The Furrow

A John Deere Publication

Issue: February 2021

Cover Story

Insect Inventory

Declining numbers are bad news for agriculture.

Ag Tech

Digging into Data

Refining knowledge to farm successfully in a margin era.

Agriculture

Russian Roots

Friendship and tree genetics bloom across a huge divide.

Read More
Flood image covering trees

Agriculture, Education

Anatomy of a Flood

Watershed approach seeks solutions at the source.

Man holding skull with antlers

Specialty/Niche

Shed Heads

The hunt is always on for this antler aficionado.

farm photos with landscaping

Agriculture

Demo Plots & Walking Paths

Minnesota’s Landscape Arboretum expands into ag education.

crop in rows photo

Agriculture

Borrowing Or Stealing

A new look at how weeds eat profits.

durum wheat photo

Agriculture

Change Of Seasons

Winter wheat growers look within the family for alternative crops that fit.

woman doing procedure on cow photo

Agriculture

Hands-on Training

Internships help urban ag students gain practical farm experience.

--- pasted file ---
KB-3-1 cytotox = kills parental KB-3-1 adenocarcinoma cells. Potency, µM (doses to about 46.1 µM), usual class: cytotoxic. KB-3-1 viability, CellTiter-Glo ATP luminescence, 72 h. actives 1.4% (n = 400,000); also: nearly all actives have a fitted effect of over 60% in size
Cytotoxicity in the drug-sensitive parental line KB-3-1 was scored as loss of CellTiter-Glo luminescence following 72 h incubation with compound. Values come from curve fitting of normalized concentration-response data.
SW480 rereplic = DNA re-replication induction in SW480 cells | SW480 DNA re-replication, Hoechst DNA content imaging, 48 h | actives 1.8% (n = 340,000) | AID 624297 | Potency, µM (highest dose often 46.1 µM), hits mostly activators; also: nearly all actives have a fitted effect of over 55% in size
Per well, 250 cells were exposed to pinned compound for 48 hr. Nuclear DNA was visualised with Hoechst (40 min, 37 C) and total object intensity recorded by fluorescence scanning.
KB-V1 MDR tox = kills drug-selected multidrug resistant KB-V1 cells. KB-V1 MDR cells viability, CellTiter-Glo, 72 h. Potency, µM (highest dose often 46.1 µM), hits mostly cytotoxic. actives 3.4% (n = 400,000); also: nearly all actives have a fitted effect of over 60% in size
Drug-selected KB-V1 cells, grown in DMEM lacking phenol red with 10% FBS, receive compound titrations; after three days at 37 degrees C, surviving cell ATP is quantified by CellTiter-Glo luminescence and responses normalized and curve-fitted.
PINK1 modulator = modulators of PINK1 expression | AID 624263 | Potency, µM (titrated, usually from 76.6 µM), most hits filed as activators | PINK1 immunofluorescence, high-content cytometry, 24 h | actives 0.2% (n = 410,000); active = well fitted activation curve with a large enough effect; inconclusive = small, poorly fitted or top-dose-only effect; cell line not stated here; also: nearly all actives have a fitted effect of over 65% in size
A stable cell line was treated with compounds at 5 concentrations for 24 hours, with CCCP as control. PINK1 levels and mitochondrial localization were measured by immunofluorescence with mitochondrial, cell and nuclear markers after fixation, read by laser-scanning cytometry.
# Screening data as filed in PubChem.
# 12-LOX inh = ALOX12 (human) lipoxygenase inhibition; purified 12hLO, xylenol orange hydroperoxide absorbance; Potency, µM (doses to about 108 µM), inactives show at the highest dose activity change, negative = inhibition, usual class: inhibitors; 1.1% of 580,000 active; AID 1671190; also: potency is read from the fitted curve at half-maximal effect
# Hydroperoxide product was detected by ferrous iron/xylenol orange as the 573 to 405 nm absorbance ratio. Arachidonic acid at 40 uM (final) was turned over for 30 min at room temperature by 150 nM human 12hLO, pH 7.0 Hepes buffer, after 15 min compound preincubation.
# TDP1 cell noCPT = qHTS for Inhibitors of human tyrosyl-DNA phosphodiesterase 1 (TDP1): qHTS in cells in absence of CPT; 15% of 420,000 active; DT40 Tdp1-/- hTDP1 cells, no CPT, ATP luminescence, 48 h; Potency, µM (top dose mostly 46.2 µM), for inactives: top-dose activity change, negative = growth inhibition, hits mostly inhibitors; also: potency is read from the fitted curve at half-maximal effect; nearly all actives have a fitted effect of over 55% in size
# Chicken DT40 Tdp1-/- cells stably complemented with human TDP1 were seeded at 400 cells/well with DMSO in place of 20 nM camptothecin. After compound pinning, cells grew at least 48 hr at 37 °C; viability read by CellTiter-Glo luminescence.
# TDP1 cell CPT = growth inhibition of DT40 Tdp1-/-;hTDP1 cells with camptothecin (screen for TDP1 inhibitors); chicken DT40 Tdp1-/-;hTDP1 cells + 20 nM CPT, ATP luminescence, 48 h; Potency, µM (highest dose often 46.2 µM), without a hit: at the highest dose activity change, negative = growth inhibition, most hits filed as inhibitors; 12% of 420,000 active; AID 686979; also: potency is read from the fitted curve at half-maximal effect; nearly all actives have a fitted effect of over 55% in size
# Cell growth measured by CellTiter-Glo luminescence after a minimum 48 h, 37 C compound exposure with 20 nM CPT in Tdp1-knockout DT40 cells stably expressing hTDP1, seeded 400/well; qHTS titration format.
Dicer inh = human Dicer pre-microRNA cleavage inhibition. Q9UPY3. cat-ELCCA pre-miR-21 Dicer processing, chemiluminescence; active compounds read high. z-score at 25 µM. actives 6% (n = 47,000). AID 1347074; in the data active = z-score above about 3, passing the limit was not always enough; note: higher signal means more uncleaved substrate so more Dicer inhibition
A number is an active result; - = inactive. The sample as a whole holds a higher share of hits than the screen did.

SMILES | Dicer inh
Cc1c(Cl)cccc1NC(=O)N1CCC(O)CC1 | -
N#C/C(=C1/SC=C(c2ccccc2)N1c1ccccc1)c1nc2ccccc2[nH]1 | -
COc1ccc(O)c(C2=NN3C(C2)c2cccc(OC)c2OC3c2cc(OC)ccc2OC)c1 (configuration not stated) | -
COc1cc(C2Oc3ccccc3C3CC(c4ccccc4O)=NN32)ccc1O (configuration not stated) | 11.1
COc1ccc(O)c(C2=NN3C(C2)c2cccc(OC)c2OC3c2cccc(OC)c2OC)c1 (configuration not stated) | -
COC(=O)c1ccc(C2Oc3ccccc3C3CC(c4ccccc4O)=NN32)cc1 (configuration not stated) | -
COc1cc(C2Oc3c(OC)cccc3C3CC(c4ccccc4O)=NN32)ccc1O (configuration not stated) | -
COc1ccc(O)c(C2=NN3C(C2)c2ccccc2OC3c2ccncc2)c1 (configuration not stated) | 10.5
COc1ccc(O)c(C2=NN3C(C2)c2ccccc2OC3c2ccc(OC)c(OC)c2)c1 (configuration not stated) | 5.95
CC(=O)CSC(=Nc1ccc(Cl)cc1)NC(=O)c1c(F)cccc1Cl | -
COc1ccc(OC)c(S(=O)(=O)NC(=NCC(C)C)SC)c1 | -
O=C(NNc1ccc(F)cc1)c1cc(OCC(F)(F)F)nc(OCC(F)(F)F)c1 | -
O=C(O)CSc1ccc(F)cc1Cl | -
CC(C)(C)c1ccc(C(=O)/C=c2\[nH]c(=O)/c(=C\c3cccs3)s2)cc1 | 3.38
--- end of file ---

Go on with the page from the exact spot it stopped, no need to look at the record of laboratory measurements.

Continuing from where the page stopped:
EDUCATION

Bee Vectoring

Precision agriculture conjures up visions of satellites, computers, sensors, and other wonders of the electronic age. But a new fungicide application technology rolling out across the America’s main berry growing regions uses a slight variation of one of the world’s oldest agricultural practices, beekeeping. It’s possibly the most precise application technology yet.

“The process is called bee vectoring,” says Dr. Sue Willis Chan, manager of the University of Guelph’s 2020 Bee Vectoring Project. “Bees pick up small particles that contain biocontrol agents as they leave their hive and disseminate them to flowering crops. It works for strawberries, raspberries, apples, coffee, cucumbers, and potentially sunflowers and some canola too. Essentially, it can be used with any flowering crop that uses bees for pollination.”

binyard photo with trucks and multiple bins

Agriculture

Building a Binyard

Rethink on-farm storage with an eye to the future.

destroyed corn in field from derecho

Agriculture

Down But Not Out

How Midwest growers are dealing with aftereffects from the derecho.

Perry pears photo

Specialty/Niche

Pear Pair

Couple presses for new opportunities in pear country.

Field image
The Furrow February 2021

About The Furrow

The Furrow was first established by John Deere Company in 1895 as “A Journal for the American Farmer.” The goal of the magazine remains the same - to tell stories that people enjoy reading and provide them with knowledge that they can apply in their operations.

Meet The Furrow Team